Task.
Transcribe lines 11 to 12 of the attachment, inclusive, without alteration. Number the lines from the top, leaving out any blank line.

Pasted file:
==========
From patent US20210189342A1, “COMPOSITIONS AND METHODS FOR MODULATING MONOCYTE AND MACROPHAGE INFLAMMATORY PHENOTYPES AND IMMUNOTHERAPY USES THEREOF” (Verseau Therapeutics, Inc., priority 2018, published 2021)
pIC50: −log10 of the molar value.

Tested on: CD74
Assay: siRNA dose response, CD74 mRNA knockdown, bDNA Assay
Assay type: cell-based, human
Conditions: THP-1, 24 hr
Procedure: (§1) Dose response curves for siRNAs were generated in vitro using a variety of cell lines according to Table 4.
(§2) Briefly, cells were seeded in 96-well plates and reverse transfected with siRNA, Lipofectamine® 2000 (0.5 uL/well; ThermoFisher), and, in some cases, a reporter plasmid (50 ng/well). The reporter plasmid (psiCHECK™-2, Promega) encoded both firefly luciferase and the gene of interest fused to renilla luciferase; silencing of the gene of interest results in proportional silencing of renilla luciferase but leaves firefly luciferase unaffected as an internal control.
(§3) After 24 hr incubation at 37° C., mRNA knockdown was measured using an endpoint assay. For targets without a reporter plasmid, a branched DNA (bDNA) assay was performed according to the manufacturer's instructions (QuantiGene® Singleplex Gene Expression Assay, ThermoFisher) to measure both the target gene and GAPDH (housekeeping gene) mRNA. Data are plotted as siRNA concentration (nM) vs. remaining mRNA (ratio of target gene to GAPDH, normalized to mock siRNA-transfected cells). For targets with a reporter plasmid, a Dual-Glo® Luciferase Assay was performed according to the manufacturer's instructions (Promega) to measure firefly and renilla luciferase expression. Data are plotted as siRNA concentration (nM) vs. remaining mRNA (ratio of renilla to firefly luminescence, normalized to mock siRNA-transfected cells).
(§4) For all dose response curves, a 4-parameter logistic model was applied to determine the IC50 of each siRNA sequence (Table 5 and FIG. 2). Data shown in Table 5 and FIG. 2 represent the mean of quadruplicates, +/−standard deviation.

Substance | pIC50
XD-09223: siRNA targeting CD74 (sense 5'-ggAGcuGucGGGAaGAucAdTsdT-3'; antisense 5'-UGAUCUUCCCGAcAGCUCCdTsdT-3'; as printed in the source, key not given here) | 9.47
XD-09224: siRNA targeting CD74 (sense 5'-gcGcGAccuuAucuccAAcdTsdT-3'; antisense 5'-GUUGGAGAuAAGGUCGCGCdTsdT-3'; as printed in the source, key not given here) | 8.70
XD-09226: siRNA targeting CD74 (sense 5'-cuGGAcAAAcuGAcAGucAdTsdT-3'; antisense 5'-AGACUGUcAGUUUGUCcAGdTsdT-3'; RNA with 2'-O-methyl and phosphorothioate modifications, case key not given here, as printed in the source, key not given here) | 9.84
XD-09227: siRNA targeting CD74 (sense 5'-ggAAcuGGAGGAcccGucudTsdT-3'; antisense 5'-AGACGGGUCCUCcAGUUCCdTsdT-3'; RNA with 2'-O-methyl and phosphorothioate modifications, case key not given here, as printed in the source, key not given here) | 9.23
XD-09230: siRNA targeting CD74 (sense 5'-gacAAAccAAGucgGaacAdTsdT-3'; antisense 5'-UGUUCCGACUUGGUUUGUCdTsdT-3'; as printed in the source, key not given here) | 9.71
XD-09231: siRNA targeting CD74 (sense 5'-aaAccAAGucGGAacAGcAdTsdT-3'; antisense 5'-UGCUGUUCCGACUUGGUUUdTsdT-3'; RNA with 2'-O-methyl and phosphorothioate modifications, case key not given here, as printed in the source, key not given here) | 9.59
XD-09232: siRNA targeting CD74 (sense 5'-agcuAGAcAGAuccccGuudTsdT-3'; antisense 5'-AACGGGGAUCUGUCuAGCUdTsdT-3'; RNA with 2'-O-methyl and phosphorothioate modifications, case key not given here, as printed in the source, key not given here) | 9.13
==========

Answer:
Substance | pIC50
XD-09223: siRNA targeting CD74 (sense 5'-ggAGcuGucGGGAaGAucAdTsdT-3'; antisense 5'-UGAUCUUCCCGAcAGCUCCdTsdT-3'; as printed in the source, key not given here) | 9.47